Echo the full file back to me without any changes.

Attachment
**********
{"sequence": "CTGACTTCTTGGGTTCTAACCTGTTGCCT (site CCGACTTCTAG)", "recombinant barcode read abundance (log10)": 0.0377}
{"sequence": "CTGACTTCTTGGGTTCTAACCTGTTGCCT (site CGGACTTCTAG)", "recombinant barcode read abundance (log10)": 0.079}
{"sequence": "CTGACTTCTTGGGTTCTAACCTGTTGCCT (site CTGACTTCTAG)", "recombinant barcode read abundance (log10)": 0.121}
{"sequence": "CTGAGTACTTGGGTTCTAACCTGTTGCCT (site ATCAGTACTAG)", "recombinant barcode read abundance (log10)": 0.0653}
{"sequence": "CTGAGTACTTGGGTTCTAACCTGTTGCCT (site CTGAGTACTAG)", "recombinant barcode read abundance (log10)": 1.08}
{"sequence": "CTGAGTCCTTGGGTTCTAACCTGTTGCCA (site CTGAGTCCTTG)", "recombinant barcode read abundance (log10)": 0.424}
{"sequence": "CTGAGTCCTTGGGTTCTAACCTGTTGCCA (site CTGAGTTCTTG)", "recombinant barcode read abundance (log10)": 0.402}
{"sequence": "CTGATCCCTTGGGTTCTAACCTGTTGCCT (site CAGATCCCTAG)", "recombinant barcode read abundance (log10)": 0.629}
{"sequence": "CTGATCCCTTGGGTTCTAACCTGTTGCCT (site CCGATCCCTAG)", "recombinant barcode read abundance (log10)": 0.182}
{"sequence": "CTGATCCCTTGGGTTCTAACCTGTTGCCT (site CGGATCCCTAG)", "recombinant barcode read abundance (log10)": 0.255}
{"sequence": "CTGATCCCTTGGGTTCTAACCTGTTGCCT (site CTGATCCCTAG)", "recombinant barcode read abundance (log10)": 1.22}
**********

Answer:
{"sequence": "CTGACTTCTTGGGTTCTAACCTGTTGCCT (site CCGACTTCTAG)", "recombinant barcode read abundance (log10)": 0.0377}
{"sequence": "CTGACTTCTTGGGTTCTAACCTGTTGCCT (site CGGACTTCTAG)", "recombinant barcode read abundance (log10)": 0.079}
{"sequence": "CTGACTTCTTGGGTTCTAACCTGTTGCCT (site CTGACTTCTAG)", "recombinant barcode read abundance (log10)": 0.121}
{"sequence": "CTGAGTACTTGGGTTCTAACCTGTTGCCT (site ATCAGTACTAG)", "recombinant barcode read abundance (log10)": 0.0653}
{"sequence": "CTGAGTACTTGGGTTCTAACCTGTTGCCT (site CTGAGTACTAG)", "recombinant barcode read abundance (log10)": 1.08}
{"sequence": "CTGAGTCCTTGGGTTCTAACCTGTTGCCA (site CTGAGTCCTTG)", "recombinant barcode read abundance (log10)": 0.424}
{"sequence": "CTGAGTCCTTGGGTTCTAACCTGTTGCCA (site CTGAGTTCTTG)", "recombinant barcode read abundance (log10)": 0.402}
{"sequence": "CTGATCCCTTGGGTTCTAACCTGTTGCCT (site CAGATCCCTAG)", "recombinant barcode read abundance (log10)": 0.629}
{"sequence": "CTGATCCCTTGGGTTCTAACCTGTTGCCT (site CCGATCCCTAG)", "recombinant barcode read abundance (log10)": 0.182}
{"sequence": "CTGATCCCTTGGGTTCTAACCTGTTGCCT (site CGGATCCCTAG)", "recombinant barcode read abundance (log10)": 0.255}
{"sequence": "CTGATCCCTTGGGTTCTAACCTGTTGCCT (site CTGATCCCTAG)", "recombinant barcode read abundance (log10)": 1.22}